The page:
Nextgov offers a deep dive into TIC 3 and the purported conflict between CISA’s trust zones and zero-trust security.
Federal agencies focused on IT and security are working on a framework and set of use cases identifying the best security practices for federal employees connecting to the internet across a variety of circumstances, a policy known as Trusted Internet Connection 3.
The Cybersecurity and Infrastructure Security Agency is taking the lead and issued draft documents for the reference architecture and first two use cases in December. As current and former federal IT professionals looked through the draft documents, it became clear that one notion was going to be a sticking point: CISA’s creation of a concept called “trust zones.”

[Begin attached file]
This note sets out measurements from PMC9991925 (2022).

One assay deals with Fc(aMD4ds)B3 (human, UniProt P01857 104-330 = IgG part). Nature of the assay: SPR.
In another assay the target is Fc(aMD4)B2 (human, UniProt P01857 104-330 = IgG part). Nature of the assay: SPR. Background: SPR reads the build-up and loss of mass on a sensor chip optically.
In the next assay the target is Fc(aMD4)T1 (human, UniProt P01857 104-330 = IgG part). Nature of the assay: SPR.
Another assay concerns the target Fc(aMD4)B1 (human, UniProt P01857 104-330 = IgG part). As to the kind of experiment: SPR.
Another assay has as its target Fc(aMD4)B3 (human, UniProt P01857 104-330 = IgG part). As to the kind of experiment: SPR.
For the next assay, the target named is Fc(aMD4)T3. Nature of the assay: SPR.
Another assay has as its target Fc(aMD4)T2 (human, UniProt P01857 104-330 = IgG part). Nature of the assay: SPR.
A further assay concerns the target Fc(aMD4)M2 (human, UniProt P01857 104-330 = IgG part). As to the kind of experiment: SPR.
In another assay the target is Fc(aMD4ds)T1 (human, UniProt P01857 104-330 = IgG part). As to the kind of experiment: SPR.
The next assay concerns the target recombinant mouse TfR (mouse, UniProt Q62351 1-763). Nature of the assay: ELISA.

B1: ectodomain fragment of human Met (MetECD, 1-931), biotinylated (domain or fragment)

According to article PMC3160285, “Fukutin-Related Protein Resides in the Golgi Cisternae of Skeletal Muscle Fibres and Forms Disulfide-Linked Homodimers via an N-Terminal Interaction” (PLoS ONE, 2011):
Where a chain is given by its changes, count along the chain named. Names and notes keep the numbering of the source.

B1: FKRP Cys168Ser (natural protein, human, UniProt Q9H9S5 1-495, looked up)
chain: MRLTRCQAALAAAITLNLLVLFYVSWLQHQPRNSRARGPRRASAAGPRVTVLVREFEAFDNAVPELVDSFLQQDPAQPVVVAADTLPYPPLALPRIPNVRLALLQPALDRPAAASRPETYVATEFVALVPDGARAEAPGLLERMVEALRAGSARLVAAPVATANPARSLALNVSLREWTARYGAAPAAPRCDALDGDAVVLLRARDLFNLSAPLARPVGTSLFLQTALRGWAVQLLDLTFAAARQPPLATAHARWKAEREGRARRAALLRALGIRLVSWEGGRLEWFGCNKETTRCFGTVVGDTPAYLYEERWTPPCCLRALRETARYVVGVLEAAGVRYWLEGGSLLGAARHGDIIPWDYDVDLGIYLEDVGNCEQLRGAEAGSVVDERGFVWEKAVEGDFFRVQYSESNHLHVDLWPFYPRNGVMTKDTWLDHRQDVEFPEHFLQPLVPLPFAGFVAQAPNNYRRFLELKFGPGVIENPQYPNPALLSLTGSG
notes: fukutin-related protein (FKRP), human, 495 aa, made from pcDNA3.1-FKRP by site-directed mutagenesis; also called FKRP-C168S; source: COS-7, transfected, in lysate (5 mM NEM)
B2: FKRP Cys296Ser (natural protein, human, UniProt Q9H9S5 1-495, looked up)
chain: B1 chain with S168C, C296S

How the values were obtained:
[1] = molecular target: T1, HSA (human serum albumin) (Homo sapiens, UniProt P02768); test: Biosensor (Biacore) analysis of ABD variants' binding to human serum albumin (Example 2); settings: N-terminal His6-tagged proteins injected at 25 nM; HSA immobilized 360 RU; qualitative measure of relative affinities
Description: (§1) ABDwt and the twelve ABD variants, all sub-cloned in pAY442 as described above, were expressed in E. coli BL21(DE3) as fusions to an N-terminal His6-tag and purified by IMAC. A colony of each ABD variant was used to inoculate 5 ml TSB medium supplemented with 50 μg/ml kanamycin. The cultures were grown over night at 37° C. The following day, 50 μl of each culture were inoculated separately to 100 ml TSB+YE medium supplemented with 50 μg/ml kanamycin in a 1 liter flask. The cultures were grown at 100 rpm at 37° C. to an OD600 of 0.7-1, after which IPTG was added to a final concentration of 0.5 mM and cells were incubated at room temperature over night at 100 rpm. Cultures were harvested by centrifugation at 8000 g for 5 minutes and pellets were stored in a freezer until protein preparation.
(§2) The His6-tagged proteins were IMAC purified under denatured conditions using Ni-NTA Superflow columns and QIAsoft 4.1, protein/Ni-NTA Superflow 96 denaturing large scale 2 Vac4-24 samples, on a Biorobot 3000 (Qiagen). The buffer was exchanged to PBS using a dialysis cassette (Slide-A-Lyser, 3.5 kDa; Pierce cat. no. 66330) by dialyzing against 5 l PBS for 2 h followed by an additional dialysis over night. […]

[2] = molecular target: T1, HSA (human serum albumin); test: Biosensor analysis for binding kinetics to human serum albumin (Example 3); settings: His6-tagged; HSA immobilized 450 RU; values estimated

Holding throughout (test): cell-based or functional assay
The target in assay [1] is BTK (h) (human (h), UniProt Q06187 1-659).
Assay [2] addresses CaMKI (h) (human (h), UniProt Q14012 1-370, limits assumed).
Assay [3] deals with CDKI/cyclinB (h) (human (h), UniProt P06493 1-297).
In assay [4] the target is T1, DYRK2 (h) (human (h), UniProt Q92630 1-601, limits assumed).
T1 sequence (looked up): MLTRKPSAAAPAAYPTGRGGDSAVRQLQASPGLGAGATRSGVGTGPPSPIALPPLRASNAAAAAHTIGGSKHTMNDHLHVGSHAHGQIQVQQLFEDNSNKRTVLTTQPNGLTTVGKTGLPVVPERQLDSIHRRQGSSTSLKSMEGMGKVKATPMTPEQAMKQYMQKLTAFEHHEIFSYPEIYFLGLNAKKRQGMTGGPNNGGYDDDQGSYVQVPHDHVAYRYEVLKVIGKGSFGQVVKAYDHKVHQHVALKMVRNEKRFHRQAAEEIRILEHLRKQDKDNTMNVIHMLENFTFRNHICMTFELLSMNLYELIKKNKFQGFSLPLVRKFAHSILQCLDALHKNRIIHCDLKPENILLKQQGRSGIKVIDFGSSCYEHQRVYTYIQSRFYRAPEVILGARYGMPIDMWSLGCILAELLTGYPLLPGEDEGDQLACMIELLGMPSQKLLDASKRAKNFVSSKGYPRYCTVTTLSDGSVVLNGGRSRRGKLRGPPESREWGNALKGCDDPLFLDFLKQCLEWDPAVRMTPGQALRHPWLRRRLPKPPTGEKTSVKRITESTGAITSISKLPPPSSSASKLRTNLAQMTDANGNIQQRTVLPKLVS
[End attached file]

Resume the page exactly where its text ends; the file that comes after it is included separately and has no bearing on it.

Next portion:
After an initial read, several former members of the U.S. Digital Service commented on the drafts, urging CISA to reconsider trust zones and arguing that the framework is anathema to the leading best practice in information security: zero trust. However, members of the TIC program management office and agency cybersecurity officials said these arguments were misguided and showed the commenters didn’t understand the program’s true goals.
To sort through the confusion, Nextgov spoke with TIC program manager Sean Connelly, Education Department Chief Information Security Officer Steven Hernandez and FDIC Security Architecture Section Chief Sara Mosley about the intent of the new policy, as well as former USDS engineer Marianne Bellotti for perspective on how it is being interpreted.
The episode also includes breakdowns of how Hernandez and Mosley are applying the ideas behind TIC 3 and zero trust at their agencies and what federal IT security leaders should do to make sure they are in line with the new policy.